The University of Kansas Medical Center, the University of Kansas and Missouri University of Science and Technology have joined with four other schools to research ways to make the nation’s roads safer.
This seven-member research consortium led by the University of Nebraska will receive nearly $14 million over the next five years from the United States Department of Transportation.
Researchers intend to develop a battery of tests that would provide “reliable and valid measures of driving-related visual and cognitive skills of participants,” according to a KU Medical Center announcement about the federal grant and research effort.
“It’s a major grant that will improve safety on our public roads,” said Abiodun Akinwuntan, professor and dean of the School of Health Professions at KU. “It also shows the great potential we have for future collaborations with other universities in the Midwest.”
One of the main goals for KU Medical Center is to develop the Drivers’ Safety Institute, a community resource to improve the fitness of all drivers, including drivers hauling hazardous materials.
Testing will be done on transportation workers involved in moving hazardous materials, especially older workers or those with specific health issues.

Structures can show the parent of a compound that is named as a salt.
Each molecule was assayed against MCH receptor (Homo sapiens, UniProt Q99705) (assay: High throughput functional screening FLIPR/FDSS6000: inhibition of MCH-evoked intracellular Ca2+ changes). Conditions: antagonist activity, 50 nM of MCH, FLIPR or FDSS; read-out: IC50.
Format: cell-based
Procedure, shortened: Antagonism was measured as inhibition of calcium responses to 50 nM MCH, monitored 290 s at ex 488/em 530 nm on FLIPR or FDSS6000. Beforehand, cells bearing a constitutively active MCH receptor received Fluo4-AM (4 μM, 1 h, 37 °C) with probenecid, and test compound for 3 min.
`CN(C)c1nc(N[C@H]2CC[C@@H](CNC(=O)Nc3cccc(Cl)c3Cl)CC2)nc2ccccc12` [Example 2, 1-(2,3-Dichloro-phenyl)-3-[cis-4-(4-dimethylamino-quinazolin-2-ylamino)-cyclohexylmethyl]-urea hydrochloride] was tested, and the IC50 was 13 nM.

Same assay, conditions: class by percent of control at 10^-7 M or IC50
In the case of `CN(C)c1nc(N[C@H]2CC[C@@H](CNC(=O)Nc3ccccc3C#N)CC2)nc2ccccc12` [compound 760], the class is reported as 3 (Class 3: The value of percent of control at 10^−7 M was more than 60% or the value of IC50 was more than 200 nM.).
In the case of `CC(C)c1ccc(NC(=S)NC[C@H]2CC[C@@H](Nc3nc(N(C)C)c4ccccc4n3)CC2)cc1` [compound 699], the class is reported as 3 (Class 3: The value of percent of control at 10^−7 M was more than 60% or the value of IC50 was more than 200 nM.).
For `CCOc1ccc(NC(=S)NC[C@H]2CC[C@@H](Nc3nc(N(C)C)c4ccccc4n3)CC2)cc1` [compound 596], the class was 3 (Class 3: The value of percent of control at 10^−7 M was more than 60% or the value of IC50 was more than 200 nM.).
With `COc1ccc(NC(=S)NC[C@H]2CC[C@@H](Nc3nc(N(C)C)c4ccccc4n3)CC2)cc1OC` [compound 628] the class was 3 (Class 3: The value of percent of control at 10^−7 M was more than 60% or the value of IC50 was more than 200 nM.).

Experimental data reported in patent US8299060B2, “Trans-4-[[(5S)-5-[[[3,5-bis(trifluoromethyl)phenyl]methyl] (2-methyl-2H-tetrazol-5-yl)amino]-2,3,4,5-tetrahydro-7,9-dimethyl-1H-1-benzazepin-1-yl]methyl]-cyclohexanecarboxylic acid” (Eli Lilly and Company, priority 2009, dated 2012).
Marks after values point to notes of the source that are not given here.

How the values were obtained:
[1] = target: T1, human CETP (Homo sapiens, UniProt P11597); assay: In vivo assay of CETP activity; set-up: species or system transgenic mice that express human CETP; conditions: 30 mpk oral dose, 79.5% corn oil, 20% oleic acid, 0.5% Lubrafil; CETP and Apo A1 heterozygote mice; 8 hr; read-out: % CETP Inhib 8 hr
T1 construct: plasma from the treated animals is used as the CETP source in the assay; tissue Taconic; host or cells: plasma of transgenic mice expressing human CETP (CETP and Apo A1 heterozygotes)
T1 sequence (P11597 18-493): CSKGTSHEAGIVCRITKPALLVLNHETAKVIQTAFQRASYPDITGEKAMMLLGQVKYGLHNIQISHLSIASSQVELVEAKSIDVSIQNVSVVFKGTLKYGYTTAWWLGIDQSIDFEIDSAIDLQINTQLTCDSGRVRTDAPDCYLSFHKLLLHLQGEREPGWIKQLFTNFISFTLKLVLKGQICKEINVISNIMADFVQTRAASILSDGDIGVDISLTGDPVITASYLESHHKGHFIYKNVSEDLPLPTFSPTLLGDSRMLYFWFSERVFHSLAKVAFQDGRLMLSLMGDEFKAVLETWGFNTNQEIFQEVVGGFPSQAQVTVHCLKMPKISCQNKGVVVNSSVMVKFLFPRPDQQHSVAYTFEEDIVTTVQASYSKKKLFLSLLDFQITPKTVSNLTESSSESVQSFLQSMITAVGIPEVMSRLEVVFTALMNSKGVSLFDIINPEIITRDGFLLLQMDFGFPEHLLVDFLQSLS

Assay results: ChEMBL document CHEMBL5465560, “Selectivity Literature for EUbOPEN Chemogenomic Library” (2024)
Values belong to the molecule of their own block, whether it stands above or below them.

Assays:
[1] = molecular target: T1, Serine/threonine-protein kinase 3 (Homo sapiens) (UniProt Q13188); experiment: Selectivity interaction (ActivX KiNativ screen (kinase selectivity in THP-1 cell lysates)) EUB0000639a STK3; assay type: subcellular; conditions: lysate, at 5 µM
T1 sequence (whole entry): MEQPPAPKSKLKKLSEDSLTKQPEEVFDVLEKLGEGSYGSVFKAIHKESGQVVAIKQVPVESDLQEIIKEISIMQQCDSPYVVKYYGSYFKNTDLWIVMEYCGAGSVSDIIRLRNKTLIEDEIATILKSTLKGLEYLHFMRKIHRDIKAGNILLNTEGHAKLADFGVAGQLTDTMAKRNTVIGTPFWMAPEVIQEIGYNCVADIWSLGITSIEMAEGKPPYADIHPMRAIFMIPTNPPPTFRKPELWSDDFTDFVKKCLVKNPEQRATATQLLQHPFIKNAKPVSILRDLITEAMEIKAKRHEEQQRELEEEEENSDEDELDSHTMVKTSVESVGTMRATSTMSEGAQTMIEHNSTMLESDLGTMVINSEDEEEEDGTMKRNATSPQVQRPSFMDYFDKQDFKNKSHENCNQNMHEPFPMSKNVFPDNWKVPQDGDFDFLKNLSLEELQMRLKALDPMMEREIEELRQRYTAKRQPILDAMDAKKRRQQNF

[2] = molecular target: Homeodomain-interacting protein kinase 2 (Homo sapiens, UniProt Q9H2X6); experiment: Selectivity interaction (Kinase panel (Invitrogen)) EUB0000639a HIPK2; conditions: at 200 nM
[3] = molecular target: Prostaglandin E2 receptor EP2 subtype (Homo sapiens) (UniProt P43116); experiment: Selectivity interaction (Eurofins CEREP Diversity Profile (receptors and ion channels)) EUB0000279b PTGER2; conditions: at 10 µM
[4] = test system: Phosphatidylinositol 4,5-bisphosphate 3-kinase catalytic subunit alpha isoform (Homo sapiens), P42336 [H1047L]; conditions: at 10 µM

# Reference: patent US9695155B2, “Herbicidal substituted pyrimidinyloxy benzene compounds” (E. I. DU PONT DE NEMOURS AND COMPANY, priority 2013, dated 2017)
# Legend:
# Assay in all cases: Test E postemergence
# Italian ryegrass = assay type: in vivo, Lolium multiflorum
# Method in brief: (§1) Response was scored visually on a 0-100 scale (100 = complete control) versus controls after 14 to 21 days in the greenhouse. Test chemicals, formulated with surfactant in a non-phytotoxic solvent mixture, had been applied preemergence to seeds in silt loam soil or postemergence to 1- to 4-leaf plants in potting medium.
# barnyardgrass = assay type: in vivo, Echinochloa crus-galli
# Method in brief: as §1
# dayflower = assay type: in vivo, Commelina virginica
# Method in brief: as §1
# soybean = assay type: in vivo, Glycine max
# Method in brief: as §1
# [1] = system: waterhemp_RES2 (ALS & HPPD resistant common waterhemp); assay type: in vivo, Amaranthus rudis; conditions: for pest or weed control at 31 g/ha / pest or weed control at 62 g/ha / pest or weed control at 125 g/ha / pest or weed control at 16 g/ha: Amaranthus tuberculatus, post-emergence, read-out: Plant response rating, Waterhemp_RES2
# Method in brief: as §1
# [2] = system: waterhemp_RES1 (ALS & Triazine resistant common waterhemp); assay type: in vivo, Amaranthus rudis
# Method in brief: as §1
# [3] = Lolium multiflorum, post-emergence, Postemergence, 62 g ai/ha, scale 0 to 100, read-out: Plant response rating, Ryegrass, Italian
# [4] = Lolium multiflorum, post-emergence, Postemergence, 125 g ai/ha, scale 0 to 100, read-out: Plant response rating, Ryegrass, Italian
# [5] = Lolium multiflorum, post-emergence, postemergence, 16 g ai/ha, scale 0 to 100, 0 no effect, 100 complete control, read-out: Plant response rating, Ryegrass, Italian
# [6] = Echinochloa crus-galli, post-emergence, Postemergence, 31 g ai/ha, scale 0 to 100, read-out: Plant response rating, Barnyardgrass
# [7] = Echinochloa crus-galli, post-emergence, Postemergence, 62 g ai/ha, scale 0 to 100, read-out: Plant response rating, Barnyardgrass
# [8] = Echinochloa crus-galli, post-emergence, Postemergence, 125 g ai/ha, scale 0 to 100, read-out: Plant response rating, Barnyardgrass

“Although accidents can never be completely eliminated, researchers hope that by studying at-risk drivers they can identify factors that affect poor driving decisions, accidents caused by human error or inattentive driving,” the statement says.
In the first year of the grant, the area schools will receive a portion of $2,570,600 that will be distributed among the seven consortium institutions.
The Nebraska-led research is among several federally funded transportation projects that involve finding innovative ways to make the nation’s roadways safer.
The U.S. Department of Transportation announced last week that Missouri S&T will receive $1.4 million to develop robotic tools to inspect and maintain bridges and portions of highways from the air or from the side of the structure.
Missouri S&T will lead a consortium of 10 colleges and universities participating in this effort.
“We plan to develop a robotic arm for both flying and climbing unmanned vehicles to inspect and maintain bridges and other transportation infrastructure,” said Genda Chen, the Robert W. Abbett Distinguished Chair in Civil Engineering at Missouri S&T and director of the University Transportation Center. “Once this technology is developed and in use, we will never need to close traffic for bridge or highway inspection and preservation.”